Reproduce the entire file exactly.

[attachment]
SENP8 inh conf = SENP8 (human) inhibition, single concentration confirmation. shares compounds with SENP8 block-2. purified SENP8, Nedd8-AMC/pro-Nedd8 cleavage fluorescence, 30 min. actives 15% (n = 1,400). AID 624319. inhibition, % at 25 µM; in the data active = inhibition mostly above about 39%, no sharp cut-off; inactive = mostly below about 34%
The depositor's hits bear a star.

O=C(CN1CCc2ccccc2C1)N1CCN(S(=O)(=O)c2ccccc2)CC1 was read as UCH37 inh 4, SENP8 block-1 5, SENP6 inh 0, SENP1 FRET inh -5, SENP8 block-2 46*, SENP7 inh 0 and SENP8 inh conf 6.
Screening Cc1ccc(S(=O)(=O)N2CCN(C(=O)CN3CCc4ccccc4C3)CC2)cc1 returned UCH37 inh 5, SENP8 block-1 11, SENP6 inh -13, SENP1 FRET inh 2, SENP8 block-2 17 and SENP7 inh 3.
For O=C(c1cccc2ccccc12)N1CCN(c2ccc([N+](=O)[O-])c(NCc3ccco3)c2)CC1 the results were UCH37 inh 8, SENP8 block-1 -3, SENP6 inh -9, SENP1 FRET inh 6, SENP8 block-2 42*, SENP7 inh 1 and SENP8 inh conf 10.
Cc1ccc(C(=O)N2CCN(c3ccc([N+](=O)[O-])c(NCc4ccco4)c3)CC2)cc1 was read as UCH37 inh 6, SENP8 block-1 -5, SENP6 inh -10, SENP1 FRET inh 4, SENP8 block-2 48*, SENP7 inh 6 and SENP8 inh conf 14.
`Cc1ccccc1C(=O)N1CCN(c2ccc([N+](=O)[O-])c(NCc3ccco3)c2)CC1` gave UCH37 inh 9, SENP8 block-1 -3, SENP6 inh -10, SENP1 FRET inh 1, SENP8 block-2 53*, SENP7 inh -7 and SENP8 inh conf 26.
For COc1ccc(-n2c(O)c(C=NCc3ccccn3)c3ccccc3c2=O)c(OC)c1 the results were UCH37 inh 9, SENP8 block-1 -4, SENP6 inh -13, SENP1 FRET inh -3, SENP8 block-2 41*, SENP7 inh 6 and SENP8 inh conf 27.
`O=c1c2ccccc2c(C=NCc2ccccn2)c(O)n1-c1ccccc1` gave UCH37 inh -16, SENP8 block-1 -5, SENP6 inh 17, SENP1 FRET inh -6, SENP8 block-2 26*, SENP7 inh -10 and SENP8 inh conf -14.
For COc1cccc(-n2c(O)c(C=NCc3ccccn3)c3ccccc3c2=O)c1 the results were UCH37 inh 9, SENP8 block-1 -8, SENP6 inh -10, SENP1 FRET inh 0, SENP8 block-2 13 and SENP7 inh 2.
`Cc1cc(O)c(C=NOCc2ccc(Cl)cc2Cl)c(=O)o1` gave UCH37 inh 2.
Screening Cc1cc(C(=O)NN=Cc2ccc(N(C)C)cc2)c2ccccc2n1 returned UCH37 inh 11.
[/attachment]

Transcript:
SENP8 inh conf = SENP8 (human) inhibition, single concentration confirmation. shares compounds with SENP8 block-2. purified SENP8, Nedd8-AMC/pro-Nedd8 cleavage fluorescence, 30 min. actives 15% (n = 1,400). AID 624319. inhibition, % at 25 µM; in the data active = inhibition mostly above about 39%, no sharp cut-off; inactive = mostly below about 34%
The depositor's hits bear a star.

O=C(CN1CCc2ccccc2C1)N1CCN(S(=O)(=O)c2ccccc2)CC1 was read as UCH37 inh 4, SENP8 block-1 5, SENP6 inh 0, SENP1 FRET inh -5, SENP8 block-2 46*, SENP7 inh 0 and SENP8 inh conf 6.
Screening Cc1ccc(S(=O)(=O)N2CCN(C(=O)CN3CCc4ccccc4C3)CC2)cc1 returned UCH37 inh 5, SENP8 block-1 11, SENP6 inh -13, SENP1 FRET inh 2, SENP8 block-2 17 and SENP7 inh 3.
For O=C(c1cccc2ccccc12)N1CCN(c2ccc([N+](=O)[O-])c(NCc3ccco3)c2)CC1 the results were UCH37 inh 8, SENP8 block-1 -3, SENP6 inh -9, SENP1 FRET inh 6, SENP8 block-2 42*, SENP7 inh 1 and SENP8 inh conf 10.
Cc1ccc(C(=O)N2CCN(c3ccc([N+](=O)[O-])c(NCc4ccco4)c3)CC2)cc1 was read as UCH37 inh 6, SENP8 block-1 -5, SENP6 inh -10, SENP1 FRET inh 4, SENP8 block-2 48*, SENP7 inh 6 and SENP8 inh conf 14.
`Cc1ccccc1C(=O)N1CCN(c2ccc([N+](=O)[O-])c(NCc3ccco3)c2)CC1` gave UCH37 inh 9, SENP8 block-1 -3, SENP6 inh -10, SENP1 FRET inh 1, SENP8 block-2 53*, SENP7 inh -7 and SENP8 inh conf 26.
For COc1ccc(-n2c(O)c(C=NCc3ccccn3)c3ccccc3c2=O)c(OC)c1 the results were UCH37 inh 9, SENP8 block-1 -4, SENP6 inh -13, SENP1 FRET inh -3, SENP8 block-2 41*, SENP7 inh 6 and SENP8 inh conf 27.
`O=c1c2ccccc2c(C=NCc2ccccn2)c(O)n1-c1ccccc1` gave UCH37 inh -16, SENP8 block-1 -5, SENP6 inh 17, SENP1 FRET inh -6, SENP8 block-2 26*, SENP7 inh -10 and SENP8 inh conf -14.
For COc1cccc(-n2c(O)c(C=NCc3ccccn3)c3ccccc3c2=O)c1 the results were UCH37 inh 9, SENP8 block-1 -8, SENP6 inh -10, SENP1 FRET inh 0, SENP8 block-2 13 and SENP7 inh 2.
`Cc1cc(O)c(C=NOCc2ccc(Cl)cc2Cl)c(=O)o1` gave UCH37 inh 2.
Screening Cc1cc(C(=O)NN=Cc2ccc(N(C)C)cc2)c2ccccc2n1 returned UCH37 inh 11.